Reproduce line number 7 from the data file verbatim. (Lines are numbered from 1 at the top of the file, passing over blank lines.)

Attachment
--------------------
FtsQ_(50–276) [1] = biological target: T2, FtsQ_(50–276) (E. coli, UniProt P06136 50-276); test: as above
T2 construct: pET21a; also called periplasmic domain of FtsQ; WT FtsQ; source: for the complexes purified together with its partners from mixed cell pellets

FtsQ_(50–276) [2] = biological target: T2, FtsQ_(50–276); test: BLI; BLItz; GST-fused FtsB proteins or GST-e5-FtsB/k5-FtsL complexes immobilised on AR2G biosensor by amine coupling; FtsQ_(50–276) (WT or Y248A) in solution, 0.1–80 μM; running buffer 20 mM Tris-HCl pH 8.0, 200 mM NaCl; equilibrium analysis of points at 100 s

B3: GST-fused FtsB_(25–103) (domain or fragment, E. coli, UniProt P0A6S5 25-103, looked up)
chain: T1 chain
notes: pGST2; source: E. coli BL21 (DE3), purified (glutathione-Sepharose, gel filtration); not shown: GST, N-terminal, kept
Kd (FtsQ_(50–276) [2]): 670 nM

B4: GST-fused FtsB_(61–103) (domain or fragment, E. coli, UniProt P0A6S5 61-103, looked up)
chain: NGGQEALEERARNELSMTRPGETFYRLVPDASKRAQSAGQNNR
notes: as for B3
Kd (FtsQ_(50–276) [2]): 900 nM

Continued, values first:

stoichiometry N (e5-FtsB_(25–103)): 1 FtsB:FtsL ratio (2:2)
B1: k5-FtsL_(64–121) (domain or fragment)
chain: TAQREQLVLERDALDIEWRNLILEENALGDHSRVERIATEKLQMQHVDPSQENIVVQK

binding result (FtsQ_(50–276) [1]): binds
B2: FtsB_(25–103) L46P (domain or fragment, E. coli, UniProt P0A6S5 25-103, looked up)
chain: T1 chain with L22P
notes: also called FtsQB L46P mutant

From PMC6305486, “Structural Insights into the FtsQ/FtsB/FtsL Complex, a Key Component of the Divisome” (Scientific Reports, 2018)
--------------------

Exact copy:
Kd (FtsQ_(50–276) [2]): 670 nM